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The United States has successfully ignited 4 times of controllable nuclear fusion, setting a new record and boarding Nature! The chief female scientist was selected as the top ten person of the year.

2024-04-25 Update From: SLTechnology News&Howtos shulou NAV: SLTechnology News&Howtos > IT Information >

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Thanks to CTOnews.com netizens, assassins for their clues delivery! A year ago, humans achieved the net energy gain of nuclear fusion for the first time. During the year, NIF continued to improve and successfully ignited three times, breaking multiple records in a row. Just recently, the chief scientist of the project was selected as one of the top ten people of the year in Nature.

The United States controlled nuclear fusion experiment, four times to achieve net energy gain!

On December 14 last year, Lawrence Livermore National Laboratory (LLNL) successfully ignited controllable fusion for the first time, removing the holy grail of clean energy for all mankind.

After providing 2.05 megajoules (MJ) of energy to the target, a fusion energy output of 3.15 megajoules is produced, with an energy gain of about 1.5.

On July 30, 2023, the laboratory achieved an all-time high of 3.88 megajoules of energy output for the first time.

On October 30, the laboratory re-recorded that the input energy reached 2.2 megajoules for the first time. At the same time, 3.4 megajoules ranked second in output energy.

In the face of successful "ignition" again and again, Nature also excitedly wrote that laser nuclear fusion is about to enter a new era.

It is conceivable that when controlled nuclear fusion is finally realized, it will be possible for mankind to gain access to large amounts of carbon-free clean energy for the first time in history, completely changing the energy roadmap of the future.

In other words, at that time, there will be no more greenhouse gases from the burning of coal and oil, no more dangerous, long-lasting radioactive waste-mankind will get real "clean energy".

This means that after entering the electrical era, the problem of energy shortage that has been troubling human beings will disappear from then on. Human beings can even achieve unprecedented scientific and technological breakthroughs in the constant star energy brought by controllable nuclear fusion.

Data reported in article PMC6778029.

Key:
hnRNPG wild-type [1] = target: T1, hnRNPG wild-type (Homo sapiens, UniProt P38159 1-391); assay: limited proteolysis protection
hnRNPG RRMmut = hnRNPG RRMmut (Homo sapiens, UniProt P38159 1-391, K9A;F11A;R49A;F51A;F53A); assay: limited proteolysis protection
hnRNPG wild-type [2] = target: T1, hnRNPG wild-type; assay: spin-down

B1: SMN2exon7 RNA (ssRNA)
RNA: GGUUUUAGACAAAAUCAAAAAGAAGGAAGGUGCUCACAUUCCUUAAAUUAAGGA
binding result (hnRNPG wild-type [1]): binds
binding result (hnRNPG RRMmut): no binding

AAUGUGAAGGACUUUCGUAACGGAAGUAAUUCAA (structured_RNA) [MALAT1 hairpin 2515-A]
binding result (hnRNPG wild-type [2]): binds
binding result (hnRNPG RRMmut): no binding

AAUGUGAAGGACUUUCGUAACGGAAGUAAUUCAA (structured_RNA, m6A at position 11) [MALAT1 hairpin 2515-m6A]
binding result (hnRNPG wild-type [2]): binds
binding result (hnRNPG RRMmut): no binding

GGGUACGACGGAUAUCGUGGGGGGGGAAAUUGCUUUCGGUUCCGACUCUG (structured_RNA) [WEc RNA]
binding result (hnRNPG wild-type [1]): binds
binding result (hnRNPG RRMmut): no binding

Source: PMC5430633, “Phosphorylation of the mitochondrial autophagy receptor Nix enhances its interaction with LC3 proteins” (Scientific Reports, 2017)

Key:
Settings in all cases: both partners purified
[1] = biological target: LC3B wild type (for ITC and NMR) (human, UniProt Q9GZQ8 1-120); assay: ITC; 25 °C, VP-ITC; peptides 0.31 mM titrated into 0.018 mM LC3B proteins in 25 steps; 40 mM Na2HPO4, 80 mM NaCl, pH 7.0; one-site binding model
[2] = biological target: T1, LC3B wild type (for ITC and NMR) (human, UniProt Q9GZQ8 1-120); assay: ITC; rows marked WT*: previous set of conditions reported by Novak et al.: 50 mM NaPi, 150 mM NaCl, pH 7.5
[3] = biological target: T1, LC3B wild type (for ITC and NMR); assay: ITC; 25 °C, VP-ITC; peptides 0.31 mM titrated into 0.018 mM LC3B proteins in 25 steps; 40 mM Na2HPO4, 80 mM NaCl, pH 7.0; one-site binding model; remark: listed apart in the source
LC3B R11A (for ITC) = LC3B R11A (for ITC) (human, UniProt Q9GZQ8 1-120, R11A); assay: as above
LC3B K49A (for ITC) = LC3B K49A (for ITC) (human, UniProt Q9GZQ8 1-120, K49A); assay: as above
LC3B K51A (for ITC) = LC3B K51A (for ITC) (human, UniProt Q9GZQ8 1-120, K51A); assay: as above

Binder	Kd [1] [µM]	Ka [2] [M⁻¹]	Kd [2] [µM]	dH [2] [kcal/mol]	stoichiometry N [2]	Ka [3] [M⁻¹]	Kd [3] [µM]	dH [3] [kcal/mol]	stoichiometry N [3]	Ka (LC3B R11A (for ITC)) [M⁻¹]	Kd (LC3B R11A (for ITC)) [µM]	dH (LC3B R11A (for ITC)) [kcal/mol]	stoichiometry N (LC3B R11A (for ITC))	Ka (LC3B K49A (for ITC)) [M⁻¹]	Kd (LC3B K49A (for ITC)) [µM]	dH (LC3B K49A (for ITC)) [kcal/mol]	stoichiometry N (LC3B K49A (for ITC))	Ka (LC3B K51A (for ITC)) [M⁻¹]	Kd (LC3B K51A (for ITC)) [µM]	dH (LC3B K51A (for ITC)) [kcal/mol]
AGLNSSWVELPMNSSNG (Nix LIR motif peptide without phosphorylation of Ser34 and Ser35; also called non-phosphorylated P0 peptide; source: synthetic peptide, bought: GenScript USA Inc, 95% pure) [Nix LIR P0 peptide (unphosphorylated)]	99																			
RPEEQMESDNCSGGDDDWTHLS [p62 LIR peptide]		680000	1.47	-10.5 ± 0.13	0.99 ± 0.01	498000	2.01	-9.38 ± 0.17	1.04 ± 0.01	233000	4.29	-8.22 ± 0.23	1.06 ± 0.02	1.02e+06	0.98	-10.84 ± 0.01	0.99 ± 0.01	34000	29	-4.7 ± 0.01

Four successful fires, setting a new record in a row, but let's get back to reality.

The real difficulty in getting lasers to provide such a huge amount of energy is how to protect NIF's precious optics from debris.

NIF is the only laser system in the world that can operate above the damage threshold, which is partly due to the optical recycling system developed in the laboratory.

Enhanced Optical elements in June 2023, NIF completed two key improvements, which are critical to achieving an input energy of 2.2 megajoules.

This includes the use of fused silica debris shielding on the beamlines of NIF 2/3 and the installation of metal shields on 32 lower hemispherical beamlines.

These improvements reduce the damage rate caused by debris by 10 to 100 times, depending on the beamline. Due to gravity, the optical elements of the lower beam line receive the most fragments from the target chamber.

In addition, other improvements include new antireflective coatings, steam hexamethyldisiloxane (HMDS) treatment and increased recycling capacity for optical recovery. And a new "gray edge blocker" to solve a problem that scientists have not yet fully determined.

It is not just the increase in energy that is not enough to maintain the amazing breakthroughs made by NIF in the field of science.

The duration of the laser pulse is only a few billionths of a second, so a high degree of accuracy is needed to achieve the desired effect.

To achieve this goal, the team recently completed the deployment of a high-fidelity pulse shaping (HiFiPS) system.